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Four Wheeler FAQs - Limited Articulation

Posted in Features on July 1, 2006
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Back in the day, when we assembled this magazine with scissors and glue, we used to receive some 20 letters a day from readers. Nowadays, thanks to fax, FedEx, and e-mail, that daily number is more like 100, and growing all the time. Obviously, we don't have time to answer all your mail, though we do read every letter that comes in. We forward all your tech queries to "Techline," and we save all your Cheap Tricks, too (so keep sending 'em!). Because many letters cover the same subject each month, we thought we'd answer some Four Wheeler FAQs here.

1. How can I get my truck in Four Wheeler?
The best way to start is with a letter to "Readers' Rigs." You can send slides or prints of your truck-on dirt, please, and preferably in focus-to the mailing address listed in our masthead, or you can send digital pics via Whichever you choose, be sure to include lots of info about your rig-particularly, the modifications you've made-when you submit your photos. If sending pics over the Internet, we need high resolution (Jpegs ... but please, please, don't send us 40 or 50 shots of your truck when three or four will do. (Our inbox capacity maxes out really fast!)

2. Can I get a back issue from 1983?
We get asked about back issues a lot, and this request from reader Gary Sams is not unique: "I'm looking for a back issue. What I need is around 1966 or 1967. The issue contains an article on a "Jeeporama" Jeep race in Colorado. Any ideas? I've been looking on eBay but haven't seen anything." Well, biodegradable as paper is, any spare copies from 40 years ago have likely been reclaimed by nature. However, we've heard of a few folks who claim to own copies of the magazine going back some 20 or 30 years (or more). Perhaps one of them might be willing to sell or swap issues. So if, like Gary, you're looking for a very old issue-and anything older than five years is considered ancient history in this business-maybe consider posting a request on a message board such as those you'd find at You never know who might read it.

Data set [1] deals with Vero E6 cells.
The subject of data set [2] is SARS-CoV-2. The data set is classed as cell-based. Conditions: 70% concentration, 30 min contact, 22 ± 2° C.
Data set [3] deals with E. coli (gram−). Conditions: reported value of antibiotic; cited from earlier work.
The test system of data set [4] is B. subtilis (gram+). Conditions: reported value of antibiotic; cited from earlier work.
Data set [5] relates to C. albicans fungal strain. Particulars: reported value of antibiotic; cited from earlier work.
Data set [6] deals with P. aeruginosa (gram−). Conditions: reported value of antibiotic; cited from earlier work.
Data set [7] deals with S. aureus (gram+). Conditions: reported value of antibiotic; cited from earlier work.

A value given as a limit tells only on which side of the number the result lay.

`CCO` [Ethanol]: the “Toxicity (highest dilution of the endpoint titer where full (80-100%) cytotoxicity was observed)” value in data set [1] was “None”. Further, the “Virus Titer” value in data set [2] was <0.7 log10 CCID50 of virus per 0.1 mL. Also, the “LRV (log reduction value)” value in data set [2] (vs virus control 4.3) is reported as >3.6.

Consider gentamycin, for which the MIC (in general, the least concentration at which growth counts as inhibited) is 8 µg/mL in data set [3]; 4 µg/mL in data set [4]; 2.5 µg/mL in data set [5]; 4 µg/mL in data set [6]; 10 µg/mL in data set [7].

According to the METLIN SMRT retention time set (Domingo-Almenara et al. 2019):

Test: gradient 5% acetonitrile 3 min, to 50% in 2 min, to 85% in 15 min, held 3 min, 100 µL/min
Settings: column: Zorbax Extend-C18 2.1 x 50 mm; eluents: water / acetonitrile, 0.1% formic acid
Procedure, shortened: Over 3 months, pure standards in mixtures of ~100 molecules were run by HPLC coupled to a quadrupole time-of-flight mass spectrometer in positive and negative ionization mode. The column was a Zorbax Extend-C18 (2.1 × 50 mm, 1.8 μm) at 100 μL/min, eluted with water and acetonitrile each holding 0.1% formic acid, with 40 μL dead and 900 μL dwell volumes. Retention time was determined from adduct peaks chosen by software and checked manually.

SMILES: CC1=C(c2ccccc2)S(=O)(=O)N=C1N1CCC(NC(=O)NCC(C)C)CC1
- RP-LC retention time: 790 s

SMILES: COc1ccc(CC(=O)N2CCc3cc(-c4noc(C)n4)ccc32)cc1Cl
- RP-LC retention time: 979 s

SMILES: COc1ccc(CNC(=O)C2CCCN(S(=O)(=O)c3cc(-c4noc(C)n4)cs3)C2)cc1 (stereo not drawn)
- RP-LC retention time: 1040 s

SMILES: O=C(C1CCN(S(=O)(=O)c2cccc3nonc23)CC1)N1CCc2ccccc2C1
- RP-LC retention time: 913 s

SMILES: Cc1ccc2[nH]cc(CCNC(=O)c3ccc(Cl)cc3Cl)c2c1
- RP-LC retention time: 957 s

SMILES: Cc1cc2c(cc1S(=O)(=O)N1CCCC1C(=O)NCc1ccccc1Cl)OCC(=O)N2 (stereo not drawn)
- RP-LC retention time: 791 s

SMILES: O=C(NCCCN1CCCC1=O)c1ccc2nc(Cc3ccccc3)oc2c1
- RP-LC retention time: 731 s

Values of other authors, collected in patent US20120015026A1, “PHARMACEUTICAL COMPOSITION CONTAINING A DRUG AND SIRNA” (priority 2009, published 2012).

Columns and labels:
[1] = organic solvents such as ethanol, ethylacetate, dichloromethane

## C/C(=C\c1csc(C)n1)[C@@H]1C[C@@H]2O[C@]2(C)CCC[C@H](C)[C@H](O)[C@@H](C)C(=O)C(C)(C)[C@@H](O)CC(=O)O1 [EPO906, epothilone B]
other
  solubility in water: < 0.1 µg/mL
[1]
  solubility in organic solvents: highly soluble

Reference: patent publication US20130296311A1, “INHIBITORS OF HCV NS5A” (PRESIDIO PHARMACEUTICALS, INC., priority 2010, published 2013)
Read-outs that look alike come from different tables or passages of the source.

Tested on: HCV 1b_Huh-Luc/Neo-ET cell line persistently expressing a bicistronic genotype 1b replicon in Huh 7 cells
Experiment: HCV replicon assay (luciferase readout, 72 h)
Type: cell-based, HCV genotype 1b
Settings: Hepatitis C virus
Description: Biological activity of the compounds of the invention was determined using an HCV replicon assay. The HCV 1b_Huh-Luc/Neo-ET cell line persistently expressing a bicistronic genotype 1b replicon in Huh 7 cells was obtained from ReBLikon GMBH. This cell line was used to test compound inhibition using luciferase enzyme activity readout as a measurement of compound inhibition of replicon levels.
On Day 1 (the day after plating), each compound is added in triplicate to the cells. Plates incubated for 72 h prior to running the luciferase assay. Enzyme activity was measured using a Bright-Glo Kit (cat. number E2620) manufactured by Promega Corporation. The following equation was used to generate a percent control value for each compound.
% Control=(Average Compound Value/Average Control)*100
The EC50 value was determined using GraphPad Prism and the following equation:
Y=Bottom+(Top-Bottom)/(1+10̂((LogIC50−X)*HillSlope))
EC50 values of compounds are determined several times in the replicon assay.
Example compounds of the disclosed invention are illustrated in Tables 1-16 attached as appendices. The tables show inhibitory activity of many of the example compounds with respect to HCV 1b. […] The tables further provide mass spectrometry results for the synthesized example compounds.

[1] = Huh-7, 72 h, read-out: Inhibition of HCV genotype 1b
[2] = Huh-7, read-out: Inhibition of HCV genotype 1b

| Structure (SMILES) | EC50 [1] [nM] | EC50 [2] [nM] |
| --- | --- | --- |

3. What's the best (fill in the blank)?
An example this month from reader Danny Tufts is typical. "I'm 17 years old, new to four-wheeling, and just bought an '88 Chevy 4WD pickup. What's the best suspension kit for my truck, and how high can I realistically go?" Well, first it would help if we knew what kind of vehicle you have (K-truck, S-10, 1/2-ton, dualie?), let alone what kind of 'wheeling you plan to do. Even if we knew this, a question like "what's the best kit"-or the best tire, or the best winch-isn't easy for us to answer since we don't know things like the state of your vehicle, your driving style, your wrenching skills, or the size of your wallet. (Hint to newbies: Find a good shop, or an experienced buddy, to help you install your lift kit.)

4. I'm building a race/rally/show truck. Will you sponsor me?

And finally:

5. How can I get a job at Four Wheeler?
Depends on what you want to do. You could go to school when you're not out 'wheeling, get a Bachelor's degree in English or Journalism, serve an internship with us en route to getting hired, and spend a few years honing your writing skills as you work your way up the food chain. Or you could work for a used-car dealership for a spell, and perhaps land a job with our sales staff. Or you could purchase a winning Powerball ticket and maybe buy the magazine. We paid our dues the hard way, but if you're keeping an eye on Lotto News instead, hey, we understand. Either way, if you've got an idea for a story you think would be of interest to your fellow readers, drop us a line. A lot of good scribes got started that way-perhaps you'll be next.
-Douglas McColloch

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